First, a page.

The fossilized gentleman at a table near me ordered himself a second lunch. The remnants of his first lunch indicated that he had already eaten well, but I suspect he was merely dining for entertainment's sake at that point. He dropped one of his chopsticks on the floor again, and continued slowly eating with a fork while the waitress brought him another pair of chopsticks. This time she did not remove the extraneous chopstick. Which reflected good thinking: if he drops one more, he'll still have two. And there are as yet five salt and pepper chickenwings (椒香雞翅) remaining on his plate so there is a good chance of that happening. Whether he enjoyed the taste of the food more, or the sheer crapshoot of keeping chopsticks and utensils off the floor till the end of the second meal, is hard to say. An old lady at the table near the back, who had already finished her lunch, was observing him with avid fascination. She must have been close to a hundred, but I swear there was an element of love or lust in her look. Either that or familial concern.
Possibly Mr. Fossil was a cousin or nephew of hers.
Chew, chew, fumble. Chew, chew, crash.
No, not on the floor this time.
They had both already eaten by the time I got there. They were still there when I left. Even after dawdling over my second cup of milk tea.
Two more chicken wings to go.
Plus some lettuce.
The six Taiwanese at the round table near the pillar scarfed down their several culturally mixed orders in record time - one of them inundated her meal with hot sauce, I could see that the bottle was an inch less full after she was finished - and amid a flurry of shayshays (謝謝 xièxie) they paid and departed, anxious to continue exploring before dark.
The waitress had barely wiped the table when a crabby middle-aged gnome came in and ordered something with shortribs and green stuff in a claypot, bowl of rice on the side. When it came, he hunted and pecked with considerable pleasure, spearing the tasty meaty bits with his fork, and taking tiny bites of rice in between. When he first sat down he had been tired and grouchy. After the first few mouthfulls he seemed years younger, and considerably more elfin.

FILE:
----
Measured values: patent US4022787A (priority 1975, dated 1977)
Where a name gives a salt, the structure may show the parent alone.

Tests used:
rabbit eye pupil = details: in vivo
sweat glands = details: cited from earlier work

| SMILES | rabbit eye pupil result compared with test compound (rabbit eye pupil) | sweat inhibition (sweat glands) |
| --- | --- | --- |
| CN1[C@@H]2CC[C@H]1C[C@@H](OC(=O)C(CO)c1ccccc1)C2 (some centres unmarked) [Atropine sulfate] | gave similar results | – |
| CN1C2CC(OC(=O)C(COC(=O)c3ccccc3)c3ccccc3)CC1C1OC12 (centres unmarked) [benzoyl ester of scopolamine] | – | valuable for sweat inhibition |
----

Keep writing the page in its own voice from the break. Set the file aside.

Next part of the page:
An amazing transformation.
Two women at the baked goods counter quarrelled with each other in English, while calmly asking for this and that in Chinese. Fluently unaccented in both.
I wonder if bad-temper simply sounds better in the language of Shakespeare?
I should know by know to not fill up the Peterson System Standard all the way. Especially with pale pressed Virginias, which must be smoked slow and calm. Ended up walking all over Chinatown, even down to the stretch between Bush Street and California where there are nothing but tourist shops. It took over an hour to finish the entire bowl, and I really wanted to get back to my book.
Got home shortly after seven.
Fixed myself a four-bagger of milk-tea at around ten o'clock.
Fast asleep by one.
As good a start to the new year as can be imagined.
How was yours?